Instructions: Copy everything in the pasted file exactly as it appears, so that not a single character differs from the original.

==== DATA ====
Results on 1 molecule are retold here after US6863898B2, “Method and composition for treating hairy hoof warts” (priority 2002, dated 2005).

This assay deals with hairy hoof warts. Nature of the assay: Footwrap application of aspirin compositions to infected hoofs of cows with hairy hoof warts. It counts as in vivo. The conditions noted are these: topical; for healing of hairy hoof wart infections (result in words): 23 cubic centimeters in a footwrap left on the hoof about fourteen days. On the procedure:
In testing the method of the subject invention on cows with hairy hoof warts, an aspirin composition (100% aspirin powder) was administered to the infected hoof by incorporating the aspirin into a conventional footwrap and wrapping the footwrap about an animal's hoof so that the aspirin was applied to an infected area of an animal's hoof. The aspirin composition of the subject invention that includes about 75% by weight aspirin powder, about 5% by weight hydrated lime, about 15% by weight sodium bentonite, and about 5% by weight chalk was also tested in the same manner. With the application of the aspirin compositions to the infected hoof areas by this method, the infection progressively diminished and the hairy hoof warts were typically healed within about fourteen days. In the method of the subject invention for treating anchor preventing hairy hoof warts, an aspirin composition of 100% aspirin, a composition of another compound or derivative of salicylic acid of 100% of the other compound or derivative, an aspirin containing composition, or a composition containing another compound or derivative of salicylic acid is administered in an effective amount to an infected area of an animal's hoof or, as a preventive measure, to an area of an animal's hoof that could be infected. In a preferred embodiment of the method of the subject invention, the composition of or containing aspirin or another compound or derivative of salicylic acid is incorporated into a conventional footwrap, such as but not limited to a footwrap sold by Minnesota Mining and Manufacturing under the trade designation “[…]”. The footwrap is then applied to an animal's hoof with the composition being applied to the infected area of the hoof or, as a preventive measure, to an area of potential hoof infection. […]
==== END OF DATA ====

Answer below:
Results on 1 molecule are retold here after US6863898B2, “Method and composition for treating hairy hoof warts” (priority 2002, dated 2005).

This assay deals with hairy hoof warts. Nature of the assay: Footwrap application of aspirin compositions to infected hoofs of cows with hairy hoof warts. It counts as in vivo. The conditions noted are these: topical; for healing of hairy hoof wart infections (result in words): 23 cubic centimeters in a footwrap left on the hoof about fourteen days. On the procedure:
In testing the method of the subject invention on cows with hairy hoof warts, an aspirin composition (100% aspirin powder) was administered to the infected hoof by incorporating the aspirin into a conventional footwrap and wrapping the footwrap about an animal's hoof so that the aspirin was applied to an infected area of an animal's hoof. The aspirin composition of the subject invention that includes about 75% by weight aspirin powder, about 5% by weight hydrated lime, about 15% by weight sodium bentonite, and about 5% by weight chalk was also tested in the same manner. With the application of the aspirin compositions to the infected hoof areas by this method, the infection progressively diminished and the hairy hoof warts were typically healed within about fourteen days. In the method of the subject invention for treating anchor preventing hairy hoof warts, an aspirin composition of 100% aspirin, a composition of another compound or derivative of salicylic acid of 100% of the other compound or derivative, an aspirin containing composition, or a composition containing another compound or derivative of salicylic acid is administered in an effective amount to an infected area of an animal's hoof or, as a preventive measure, to an area of an animal's hoof that could be infected. In a preferred embodiment of the method of the subject invention, the composition of or containing aspirin or another compound or derivative of salicylic acid is incorporated into a conventional footwrap, such as but not limited to a footwrap sold by Minnesota Mining and Manufacturing under the trade designation “[…]”. The footwrap is then applied to an animal's hoof with the composition being applied to the infected area of the hoof or, as a preventive measure, to an area of potential hoof infection. […]